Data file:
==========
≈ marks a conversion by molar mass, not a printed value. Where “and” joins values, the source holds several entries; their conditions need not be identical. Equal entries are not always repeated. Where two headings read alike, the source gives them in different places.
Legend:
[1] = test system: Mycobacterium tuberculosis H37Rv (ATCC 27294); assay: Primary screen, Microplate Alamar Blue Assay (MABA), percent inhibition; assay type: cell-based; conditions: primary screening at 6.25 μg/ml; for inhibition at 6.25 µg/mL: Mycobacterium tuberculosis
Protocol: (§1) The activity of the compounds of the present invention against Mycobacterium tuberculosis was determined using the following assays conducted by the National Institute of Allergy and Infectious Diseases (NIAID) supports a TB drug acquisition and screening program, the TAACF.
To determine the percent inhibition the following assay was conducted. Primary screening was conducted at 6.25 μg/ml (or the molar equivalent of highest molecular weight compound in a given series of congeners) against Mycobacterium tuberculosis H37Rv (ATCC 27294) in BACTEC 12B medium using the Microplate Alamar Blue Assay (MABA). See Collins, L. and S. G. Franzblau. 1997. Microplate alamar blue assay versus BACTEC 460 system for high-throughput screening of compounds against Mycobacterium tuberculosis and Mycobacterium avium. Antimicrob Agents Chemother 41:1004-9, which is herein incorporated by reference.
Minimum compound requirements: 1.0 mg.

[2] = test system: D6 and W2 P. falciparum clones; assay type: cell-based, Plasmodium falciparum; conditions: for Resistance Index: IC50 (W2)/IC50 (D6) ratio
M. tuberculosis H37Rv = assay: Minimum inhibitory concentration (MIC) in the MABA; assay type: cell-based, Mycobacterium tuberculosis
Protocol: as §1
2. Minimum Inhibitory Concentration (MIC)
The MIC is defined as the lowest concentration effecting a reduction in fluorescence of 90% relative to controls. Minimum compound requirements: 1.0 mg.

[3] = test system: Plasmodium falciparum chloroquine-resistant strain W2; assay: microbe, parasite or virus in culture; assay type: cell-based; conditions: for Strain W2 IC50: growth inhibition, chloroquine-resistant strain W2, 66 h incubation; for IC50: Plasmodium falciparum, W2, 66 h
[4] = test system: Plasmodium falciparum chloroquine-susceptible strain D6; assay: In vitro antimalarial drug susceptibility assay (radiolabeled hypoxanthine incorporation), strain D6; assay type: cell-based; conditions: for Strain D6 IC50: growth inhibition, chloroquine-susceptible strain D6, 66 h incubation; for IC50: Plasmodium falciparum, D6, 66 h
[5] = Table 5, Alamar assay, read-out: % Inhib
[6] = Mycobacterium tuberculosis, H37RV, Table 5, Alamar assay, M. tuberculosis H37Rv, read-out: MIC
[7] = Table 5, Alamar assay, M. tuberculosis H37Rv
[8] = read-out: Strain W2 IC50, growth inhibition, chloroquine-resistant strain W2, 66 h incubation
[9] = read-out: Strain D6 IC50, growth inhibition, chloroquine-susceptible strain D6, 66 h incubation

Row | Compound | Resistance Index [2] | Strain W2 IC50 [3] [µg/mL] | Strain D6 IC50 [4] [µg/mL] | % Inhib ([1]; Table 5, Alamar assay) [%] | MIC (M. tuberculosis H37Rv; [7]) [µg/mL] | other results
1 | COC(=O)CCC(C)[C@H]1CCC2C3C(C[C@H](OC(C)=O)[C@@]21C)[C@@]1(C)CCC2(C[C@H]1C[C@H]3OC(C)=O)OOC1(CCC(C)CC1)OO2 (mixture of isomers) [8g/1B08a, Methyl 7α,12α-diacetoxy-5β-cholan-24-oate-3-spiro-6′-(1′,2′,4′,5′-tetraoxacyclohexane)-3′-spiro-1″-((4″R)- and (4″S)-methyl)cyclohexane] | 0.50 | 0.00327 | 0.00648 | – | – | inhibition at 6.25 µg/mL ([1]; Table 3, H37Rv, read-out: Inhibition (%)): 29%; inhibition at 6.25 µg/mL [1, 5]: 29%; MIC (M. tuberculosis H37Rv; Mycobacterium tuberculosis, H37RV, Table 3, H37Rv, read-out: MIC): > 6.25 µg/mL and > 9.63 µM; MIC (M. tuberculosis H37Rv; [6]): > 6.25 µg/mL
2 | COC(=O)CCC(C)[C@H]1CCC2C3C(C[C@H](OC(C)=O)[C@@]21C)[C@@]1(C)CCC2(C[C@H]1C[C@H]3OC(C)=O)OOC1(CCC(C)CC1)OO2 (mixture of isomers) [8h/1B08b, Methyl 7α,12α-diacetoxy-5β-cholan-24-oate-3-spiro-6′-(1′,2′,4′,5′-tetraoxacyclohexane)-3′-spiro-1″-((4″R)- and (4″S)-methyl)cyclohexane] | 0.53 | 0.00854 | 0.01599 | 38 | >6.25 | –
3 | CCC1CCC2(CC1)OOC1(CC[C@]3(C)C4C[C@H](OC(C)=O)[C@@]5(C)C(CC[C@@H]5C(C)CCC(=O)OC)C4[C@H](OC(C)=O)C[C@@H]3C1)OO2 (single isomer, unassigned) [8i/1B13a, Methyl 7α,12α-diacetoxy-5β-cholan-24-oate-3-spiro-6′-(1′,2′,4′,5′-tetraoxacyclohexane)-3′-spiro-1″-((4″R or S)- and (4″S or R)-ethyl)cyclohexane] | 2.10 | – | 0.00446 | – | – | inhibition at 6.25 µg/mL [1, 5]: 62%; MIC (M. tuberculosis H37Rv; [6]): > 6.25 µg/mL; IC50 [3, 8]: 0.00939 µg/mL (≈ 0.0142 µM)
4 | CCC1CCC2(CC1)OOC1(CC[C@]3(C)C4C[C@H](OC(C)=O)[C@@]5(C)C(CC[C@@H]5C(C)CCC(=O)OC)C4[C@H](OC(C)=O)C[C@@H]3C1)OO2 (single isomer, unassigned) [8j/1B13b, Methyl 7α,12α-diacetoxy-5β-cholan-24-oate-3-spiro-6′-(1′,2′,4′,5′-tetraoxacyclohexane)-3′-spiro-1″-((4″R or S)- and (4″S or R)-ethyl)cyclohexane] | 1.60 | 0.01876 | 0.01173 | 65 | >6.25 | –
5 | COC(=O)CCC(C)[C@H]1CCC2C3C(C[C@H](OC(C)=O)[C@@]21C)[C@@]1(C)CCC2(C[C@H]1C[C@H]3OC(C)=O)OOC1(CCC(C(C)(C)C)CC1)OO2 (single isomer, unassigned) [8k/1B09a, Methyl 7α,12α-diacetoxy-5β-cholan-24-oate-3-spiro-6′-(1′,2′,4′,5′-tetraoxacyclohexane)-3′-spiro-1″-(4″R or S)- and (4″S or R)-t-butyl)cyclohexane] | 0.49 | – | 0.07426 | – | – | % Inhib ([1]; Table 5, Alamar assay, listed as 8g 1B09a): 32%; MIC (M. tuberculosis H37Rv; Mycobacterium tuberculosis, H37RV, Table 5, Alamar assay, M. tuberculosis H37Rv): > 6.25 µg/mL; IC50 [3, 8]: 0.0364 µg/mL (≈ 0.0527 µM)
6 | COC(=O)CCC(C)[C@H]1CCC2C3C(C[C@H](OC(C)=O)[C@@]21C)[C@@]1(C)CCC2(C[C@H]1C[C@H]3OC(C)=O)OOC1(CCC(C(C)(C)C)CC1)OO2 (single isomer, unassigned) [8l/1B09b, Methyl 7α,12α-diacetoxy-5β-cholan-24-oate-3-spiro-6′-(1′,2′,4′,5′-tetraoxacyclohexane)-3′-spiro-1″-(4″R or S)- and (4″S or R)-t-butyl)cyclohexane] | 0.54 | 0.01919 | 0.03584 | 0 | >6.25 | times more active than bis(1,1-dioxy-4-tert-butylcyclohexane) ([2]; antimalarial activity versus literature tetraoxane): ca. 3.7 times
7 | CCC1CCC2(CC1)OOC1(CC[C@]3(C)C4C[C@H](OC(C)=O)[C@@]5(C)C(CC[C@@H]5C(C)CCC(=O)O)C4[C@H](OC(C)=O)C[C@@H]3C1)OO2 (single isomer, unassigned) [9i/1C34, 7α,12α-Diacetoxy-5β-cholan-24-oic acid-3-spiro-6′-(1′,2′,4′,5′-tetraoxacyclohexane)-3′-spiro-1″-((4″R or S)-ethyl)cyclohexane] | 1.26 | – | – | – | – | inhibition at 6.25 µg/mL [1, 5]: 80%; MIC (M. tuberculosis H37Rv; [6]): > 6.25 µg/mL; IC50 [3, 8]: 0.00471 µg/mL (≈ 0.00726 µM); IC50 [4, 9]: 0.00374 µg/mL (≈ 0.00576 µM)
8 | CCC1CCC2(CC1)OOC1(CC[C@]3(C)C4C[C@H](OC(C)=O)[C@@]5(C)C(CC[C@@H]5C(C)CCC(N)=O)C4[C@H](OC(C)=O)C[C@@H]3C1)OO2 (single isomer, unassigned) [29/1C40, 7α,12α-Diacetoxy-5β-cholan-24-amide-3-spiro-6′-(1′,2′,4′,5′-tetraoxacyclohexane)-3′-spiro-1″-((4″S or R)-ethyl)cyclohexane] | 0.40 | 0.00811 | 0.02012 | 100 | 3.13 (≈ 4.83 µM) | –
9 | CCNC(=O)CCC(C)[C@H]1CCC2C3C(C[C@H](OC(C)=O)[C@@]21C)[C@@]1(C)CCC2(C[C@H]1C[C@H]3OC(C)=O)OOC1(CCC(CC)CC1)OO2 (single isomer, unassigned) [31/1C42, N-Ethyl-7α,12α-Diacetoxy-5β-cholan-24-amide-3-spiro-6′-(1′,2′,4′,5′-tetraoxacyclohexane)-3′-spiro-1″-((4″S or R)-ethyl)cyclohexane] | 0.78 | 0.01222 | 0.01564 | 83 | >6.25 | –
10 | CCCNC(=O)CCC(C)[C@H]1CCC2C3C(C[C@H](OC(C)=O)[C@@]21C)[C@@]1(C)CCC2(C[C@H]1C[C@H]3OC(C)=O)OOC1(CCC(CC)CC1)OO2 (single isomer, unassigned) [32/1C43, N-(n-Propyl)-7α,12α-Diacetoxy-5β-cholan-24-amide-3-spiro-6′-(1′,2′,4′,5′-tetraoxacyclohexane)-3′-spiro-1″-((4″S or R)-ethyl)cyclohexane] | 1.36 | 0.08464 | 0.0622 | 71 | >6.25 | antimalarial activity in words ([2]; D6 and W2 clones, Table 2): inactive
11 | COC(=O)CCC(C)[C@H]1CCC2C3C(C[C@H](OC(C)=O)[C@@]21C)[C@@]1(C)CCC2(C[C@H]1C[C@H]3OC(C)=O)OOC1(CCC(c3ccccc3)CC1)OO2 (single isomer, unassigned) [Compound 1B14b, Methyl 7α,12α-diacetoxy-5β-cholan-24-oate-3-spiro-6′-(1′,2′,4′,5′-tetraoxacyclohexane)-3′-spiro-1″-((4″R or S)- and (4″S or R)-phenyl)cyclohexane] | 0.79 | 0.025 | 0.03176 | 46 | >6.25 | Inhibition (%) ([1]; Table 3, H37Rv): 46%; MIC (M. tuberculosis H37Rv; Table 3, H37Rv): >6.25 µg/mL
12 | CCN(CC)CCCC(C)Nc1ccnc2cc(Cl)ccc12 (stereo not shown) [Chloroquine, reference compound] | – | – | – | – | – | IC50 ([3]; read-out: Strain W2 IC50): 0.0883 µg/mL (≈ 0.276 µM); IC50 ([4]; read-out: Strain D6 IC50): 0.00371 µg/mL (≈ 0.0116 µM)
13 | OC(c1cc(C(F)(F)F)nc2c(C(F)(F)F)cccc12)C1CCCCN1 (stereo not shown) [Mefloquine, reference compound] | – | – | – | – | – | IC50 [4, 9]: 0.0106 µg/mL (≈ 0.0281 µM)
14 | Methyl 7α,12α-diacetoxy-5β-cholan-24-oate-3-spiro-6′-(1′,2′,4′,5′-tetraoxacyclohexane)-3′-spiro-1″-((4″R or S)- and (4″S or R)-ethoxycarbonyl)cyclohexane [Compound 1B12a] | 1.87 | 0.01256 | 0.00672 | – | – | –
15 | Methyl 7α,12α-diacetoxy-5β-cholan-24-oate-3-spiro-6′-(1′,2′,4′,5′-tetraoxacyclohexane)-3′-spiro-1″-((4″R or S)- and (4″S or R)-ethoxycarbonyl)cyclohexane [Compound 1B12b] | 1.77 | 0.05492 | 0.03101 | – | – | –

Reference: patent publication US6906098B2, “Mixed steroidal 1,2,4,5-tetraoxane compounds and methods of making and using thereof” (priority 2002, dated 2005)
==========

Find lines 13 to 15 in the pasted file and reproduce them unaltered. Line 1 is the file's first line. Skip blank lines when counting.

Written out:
[4] = test system: Plasmodium falciparum chloroquine-susceptible strain D6; assay: In vitro antimalarial drug susceptibility assay (radiolabeled hypoxanthine incorporation), strain D6; assay type: cell-based; conditions: for Strain D6 IC50: growth inhibition, chloroquine-susceptible strain D6, 66 h incubation; for IC50: Plasmodium falciparum, D6, 66 h
[5] = Table 5, Alamar assay, read-out: % Inhib
[6] = Mycobacterium tuberculosis, H37RV, Table 5, Alamar assay, M. tuberculosis H37Rv, read-out: MIC